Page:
The spring of 1870 had been the wettest Geelong residents could remember. On Thursday night, 8 September the Barwon River rose alarmingly and it rained all the next day. At Queen's Park, bordering the river, a caretaker, his wife and a labourer were forced to perch throughout Friday night in a tree whilst the nearby bridge was battered to ruins. Members of the rowing club were naturally aware of the rising waters but following advice from the local residents in Barwon Terrace had chosen not to move the boats out of the shed on Friday, but instead secured them by fastening them to the boat racks. But the boatshed and its contents were bodily lifted by the swollen river and carried fifty to sixty yards downstream.

The next day a number of members unroofed the shed and tried to recover the boats. They were forced to wait until the water level subsided whereupon the walls promptly caved in. Most of the boats were eventually rescued in repairable condition, except Shannon's magnificent cedar outrigger which was broken in three places and a four-oared gig smashed in at the bow. A meeting was called for Monday 12 September, officially to consider the advisability of re-erecting the boatshed, but which in reality amounted to whether or not the club should endeavour to continue. The large gathering of members, supported by a concerned general public, voted for the calling of tenders immediately for a new building and authorised boat repairs. There was a general feeling of sympathy for the club and at the meeting several new members came forward; Dr. F Shaw, J. W. Wilson and E. Lascelles paid £5 for life memberships and G. Mercer, J. Middlemiss and S. A. Bryant joined as ordinary members.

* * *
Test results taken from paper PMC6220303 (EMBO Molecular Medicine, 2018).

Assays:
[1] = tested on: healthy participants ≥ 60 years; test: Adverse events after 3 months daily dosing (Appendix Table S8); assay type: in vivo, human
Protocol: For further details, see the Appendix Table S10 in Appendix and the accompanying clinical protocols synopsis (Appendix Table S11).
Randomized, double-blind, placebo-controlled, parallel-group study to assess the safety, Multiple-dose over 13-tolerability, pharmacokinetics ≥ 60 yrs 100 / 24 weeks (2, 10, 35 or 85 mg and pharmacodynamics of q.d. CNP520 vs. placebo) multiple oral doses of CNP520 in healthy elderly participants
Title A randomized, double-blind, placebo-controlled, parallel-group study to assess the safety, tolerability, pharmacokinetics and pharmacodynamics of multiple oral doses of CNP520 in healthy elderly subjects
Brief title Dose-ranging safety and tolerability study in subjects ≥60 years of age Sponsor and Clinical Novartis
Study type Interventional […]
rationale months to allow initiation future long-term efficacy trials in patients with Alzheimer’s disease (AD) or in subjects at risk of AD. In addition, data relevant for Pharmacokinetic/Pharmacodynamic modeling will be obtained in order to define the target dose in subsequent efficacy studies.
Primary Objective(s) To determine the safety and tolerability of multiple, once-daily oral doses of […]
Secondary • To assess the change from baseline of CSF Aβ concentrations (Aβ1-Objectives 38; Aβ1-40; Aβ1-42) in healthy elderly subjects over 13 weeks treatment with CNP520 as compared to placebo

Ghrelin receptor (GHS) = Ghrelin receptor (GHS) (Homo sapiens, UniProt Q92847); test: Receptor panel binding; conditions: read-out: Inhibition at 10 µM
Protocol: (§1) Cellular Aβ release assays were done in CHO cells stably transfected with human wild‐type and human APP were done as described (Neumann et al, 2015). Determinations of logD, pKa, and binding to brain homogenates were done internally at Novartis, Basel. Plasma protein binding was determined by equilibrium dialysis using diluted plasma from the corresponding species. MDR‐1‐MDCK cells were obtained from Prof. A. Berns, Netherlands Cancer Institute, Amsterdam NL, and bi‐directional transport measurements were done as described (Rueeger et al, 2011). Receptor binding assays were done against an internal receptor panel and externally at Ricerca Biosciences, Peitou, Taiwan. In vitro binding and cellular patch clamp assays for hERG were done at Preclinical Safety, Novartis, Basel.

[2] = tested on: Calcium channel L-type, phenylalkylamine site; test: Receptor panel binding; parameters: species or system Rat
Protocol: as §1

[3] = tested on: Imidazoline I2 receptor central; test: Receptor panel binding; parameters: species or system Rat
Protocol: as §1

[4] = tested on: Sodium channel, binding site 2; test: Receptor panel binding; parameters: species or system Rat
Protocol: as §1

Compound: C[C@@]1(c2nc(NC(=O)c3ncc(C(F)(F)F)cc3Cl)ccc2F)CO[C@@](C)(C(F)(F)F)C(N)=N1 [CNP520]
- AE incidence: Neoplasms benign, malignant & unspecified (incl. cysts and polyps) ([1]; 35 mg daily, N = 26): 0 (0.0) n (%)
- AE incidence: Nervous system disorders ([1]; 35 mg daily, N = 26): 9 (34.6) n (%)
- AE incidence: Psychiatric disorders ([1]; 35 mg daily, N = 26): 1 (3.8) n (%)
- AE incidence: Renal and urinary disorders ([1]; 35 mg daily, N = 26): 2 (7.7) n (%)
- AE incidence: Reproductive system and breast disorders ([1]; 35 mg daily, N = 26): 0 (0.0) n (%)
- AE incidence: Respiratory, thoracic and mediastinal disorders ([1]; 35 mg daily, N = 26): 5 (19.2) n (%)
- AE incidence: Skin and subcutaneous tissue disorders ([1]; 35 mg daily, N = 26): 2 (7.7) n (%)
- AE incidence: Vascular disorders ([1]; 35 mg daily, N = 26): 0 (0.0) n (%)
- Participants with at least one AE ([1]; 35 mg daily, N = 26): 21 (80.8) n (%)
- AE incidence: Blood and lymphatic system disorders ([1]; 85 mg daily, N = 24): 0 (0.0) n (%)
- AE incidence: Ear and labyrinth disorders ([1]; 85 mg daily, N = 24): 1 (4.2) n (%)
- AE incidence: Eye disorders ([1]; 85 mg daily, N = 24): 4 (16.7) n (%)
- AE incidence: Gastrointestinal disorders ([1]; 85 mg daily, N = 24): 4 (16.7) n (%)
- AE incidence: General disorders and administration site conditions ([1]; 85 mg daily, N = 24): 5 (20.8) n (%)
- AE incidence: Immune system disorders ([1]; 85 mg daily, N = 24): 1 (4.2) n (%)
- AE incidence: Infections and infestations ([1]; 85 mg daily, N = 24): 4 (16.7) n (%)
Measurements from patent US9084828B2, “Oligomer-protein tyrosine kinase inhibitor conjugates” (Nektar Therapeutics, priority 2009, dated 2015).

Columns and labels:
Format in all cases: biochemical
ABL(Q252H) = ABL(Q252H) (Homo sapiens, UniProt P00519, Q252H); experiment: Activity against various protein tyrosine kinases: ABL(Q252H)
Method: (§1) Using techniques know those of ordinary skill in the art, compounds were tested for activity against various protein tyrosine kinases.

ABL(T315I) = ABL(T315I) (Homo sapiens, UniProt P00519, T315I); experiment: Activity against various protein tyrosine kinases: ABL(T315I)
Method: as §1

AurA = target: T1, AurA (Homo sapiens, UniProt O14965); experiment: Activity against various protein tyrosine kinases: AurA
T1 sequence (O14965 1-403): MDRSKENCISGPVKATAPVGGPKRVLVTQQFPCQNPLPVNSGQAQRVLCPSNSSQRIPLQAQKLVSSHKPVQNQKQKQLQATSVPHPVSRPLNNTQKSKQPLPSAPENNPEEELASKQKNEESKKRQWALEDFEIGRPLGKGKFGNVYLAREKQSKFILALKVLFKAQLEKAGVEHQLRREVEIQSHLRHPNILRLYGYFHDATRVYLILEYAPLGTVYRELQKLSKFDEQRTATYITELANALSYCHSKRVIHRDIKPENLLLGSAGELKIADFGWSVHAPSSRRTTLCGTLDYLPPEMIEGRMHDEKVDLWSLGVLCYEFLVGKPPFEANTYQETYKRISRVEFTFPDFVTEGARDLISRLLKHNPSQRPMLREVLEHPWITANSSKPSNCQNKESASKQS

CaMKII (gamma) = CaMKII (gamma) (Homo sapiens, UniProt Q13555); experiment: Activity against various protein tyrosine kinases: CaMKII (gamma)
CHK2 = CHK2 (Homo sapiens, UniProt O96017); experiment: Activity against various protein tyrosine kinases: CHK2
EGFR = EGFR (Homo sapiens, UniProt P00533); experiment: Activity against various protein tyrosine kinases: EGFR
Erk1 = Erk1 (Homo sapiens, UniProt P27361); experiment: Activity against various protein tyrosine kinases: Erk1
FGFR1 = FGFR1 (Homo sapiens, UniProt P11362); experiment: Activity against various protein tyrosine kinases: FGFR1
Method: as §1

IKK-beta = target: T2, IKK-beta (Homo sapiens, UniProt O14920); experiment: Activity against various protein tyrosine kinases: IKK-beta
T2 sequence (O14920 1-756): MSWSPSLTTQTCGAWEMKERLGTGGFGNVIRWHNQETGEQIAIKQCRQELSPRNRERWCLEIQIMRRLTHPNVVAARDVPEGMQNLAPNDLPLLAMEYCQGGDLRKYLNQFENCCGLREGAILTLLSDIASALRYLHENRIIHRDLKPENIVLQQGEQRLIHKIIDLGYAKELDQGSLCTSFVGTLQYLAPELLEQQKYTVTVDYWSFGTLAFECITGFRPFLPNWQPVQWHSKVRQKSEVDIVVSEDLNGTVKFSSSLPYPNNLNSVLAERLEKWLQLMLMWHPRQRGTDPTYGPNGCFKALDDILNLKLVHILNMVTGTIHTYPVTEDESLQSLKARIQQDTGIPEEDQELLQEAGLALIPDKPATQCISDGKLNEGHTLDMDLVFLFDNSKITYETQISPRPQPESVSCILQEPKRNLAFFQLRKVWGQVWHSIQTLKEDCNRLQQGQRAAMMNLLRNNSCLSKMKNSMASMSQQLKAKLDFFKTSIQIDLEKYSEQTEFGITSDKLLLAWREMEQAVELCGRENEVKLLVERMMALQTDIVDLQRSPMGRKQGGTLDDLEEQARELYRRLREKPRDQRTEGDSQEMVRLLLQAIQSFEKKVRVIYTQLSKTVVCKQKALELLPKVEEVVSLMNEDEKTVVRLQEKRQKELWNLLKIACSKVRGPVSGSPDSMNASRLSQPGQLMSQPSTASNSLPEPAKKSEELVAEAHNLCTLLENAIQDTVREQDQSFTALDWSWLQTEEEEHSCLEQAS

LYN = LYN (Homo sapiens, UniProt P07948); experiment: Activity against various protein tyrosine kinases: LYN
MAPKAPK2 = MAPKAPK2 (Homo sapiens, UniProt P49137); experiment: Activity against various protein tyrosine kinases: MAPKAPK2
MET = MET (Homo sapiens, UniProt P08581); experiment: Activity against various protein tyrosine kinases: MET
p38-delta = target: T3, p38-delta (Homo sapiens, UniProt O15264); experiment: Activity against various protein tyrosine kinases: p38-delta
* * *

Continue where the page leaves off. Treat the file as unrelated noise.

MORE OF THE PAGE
By 23 September construction of the new building had commenced and the boats were under repair. At the October monthly meeting, Capt. Martin, Dr. Stoddart and Sharpe Brearley paid up as life members and R. B. Chater, T. N. Couves, W. McMullen, J. E. Pounds, W. Nicholson and Goulding enrolled as members. The boatshed was completed and the boats repaired in time for the club's first opening day, on Saturday 29 October. But when the day dawned the festivities were postponed due to heavy rain and fears of yet another flood. This time, as a precaution, all the boats were removed to safer ground. On Tuesday 13 November the club staged a Grand Amateur Dramatic Performance at the Mechanic's Institute, where apparently several rowers exhibited considerable histrionic talent and the club made a welcome profit of £34.